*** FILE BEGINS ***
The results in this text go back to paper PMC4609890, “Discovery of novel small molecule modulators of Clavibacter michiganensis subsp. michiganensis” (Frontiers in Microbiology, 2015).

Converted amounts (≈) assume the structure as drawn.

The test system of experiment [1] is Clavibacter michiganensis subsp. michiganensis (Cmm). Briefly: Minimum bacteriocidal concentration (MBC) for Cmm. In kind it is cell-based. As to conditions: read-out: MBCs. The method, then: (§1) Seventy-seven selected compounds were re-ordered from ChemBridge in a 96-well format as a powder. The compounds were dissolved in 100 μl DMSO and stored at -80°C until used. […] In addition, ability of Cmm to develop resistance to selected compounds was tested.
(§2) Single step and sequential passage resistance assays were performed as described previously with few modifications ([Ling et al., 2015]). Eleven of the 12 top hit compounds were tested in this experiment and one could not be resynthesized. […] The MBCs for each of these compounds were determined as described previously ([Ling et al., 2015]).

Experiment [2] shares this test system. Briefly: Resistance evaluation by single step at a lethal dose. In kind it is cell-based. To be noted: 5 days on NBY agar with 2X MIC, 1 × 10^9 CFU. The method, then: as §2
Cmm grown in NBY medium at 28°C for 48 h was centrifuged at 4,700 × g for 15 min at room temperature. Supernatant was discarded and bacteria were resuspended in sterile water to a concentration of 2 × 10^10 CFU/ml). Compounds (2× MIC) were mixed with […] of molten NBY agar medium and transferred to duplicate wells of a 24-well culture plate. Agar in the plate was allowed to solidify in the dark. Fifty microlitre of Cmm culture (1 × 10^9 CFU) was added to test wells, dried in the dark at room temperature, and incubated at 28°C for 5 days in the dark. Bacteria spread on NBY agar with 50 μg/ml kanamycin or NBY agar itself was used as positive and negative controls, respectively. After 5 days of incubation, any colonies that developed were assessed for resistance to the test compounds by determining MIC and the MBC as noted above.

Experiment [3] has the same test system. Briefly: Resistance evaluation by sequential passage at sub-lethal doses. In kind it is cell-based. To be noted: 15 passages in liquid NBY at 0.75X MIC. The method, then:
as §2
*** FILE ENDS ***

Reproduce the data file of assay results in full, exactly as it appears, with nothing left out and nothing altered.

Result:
The results in this text go back to paper PMC4609890, “Discovery of novel small molecule modulators of Clavibacter michiganensis subsp. michiganensis” (Frontiers in Microbiology, 2015).

Converted amounts (≈) assume the structure as drawn.

The test system of experiment [1] is Clavibacter michiganensis subsp. michiganensis (Cmm). Briefly: Minimum bacteriocidal concentration (MBC) for Cmm. In kind it is cell-based. As to conditions: read-out: MBCs. The method, then: (§1) Seventy-seven selected compounds were re-ordered from ChemBridge in a 96-well format as a powder. The compounds were dissolved in 100 μl DMSO and stored at -80°C until used. […] In addition, ability of Cmm to develop resistance to selected compounds was tested.
(§2) Single step and sequential passage resistance assays were performed as described previously with few modifications ([Ling et al., 2015]). Eleven of the 12 top hit compounds were tested in this experiment and one could not be resynthesized. […] The MBCs for each of these compounds were determined as described previously ([Ling et al., 2015]).

Experiment [2] shares this test system. Briefly: Resistance evaluation by single step at a lethal dose. In kind it is cell-based. To be noted: 5 days on NBY agar with 2X MIC, 1 × 10^9 CFU. The method, then: as §2
Cmm grown in NBY medium at 28°C for 48 h was centrifuged at 4,700 × g for 15 min at room temperature. Supernatant was discarded and bacteria were resuspended in sterile water to a concentration of 2 × 10^10 CFU/ml). Compounds (2× MIC) were mixed with […] of molten NBY agar medium and transferred to duplicate wells of a 24-well culture plate. Agar in the plate was allowed to solidify in the dark. Fifty microlitre of Cmm culture (1 × 10^9 CFU) was added to test wells, dried in the dark at room temperature, and incubated at 28°C for 5 days in the dark. Bacteria spread on NBY agar with 50 μg/ml kanamycin or NBY agar itself was used as positive and negative controls, respectively. After 5 days of incubation, any colonies that developed were assessed for resistance to the test compounds by determining MIC and the MBC as noted above.

Experiment [3] has the same test system. Briefly: Resistance evaluation by sequential passage at sub-lethal doses. In kind it is cell-based. To be noted: 15 passages in liquid NBY at 0.75X MIC. The method, then:
as §2